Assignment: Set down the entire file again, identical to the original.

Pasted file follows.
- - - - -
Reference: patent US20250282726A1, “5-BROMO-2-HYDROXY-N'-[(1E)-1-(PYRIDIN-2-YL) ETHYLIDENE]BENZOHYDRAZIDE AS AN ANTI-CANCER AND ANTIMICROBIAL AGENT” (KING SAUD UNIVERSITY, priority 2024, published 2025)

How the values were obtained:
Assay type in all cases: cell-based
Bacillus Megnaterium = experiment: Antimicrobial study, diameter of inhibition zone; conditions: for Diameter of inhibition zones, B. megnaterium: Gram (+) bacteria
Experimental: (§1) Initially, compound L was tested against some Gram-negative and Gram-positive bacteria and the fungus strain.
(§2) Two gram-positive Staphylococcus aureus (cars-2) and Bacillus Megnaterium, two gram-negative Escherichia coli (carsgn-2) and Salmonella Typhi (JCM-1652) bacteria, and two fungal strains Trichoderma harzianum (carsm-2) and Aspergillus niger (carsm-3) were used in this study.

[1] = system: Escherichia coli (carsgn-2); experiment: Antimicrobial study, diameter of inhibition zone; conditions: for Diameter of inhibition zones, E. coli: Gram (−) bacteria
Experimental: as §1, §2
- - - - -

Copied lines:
Reference: patent US20250282726A1, “5-BROMO-2-HYDROXY-N'-[(1E)-1-(PYRIDIN-2-YL) ETHYLIDENE]BENZOHYDRAZIDE AS AN ANTI-CANCER AND ANTIMICROBIAL AGENT” (KING SAUD UNIVERSITY, priority 2024, published 2025)

How the values were obtained:
Assay type in all cases: cell-based
Bacillus Megnaterium = experiment: Antimicrobial study, diameter of inhibition zone; conditions: for Diameter of inhibition zones, B. megnaterium: Gram (+) bacteria
Experimental: (§1) Initially, compound L was tested against some Gram-negative and Gram-positive bacteria and the fungus strain.
(§2) Two gram-positive Staphylococcus aureus (cars-2) and Bacillus Megnaterium, two gram-negative Escherichia coli (carsgn-2) and Salmonella Typhi (JCM-1652) bacteria, and two fungal strains Trichoderma harzianum (carsm-2) and Aspergillus niger (carsm-3) were used in this study.

[1] = system: Escherichia coli (carsgn-2); experiment: Antimicrobial study, diameter of inhibition zone; conditions: for Diameter of inhibition zones, E. coli: Gram (−) bacteria
Experimental: as §1, §2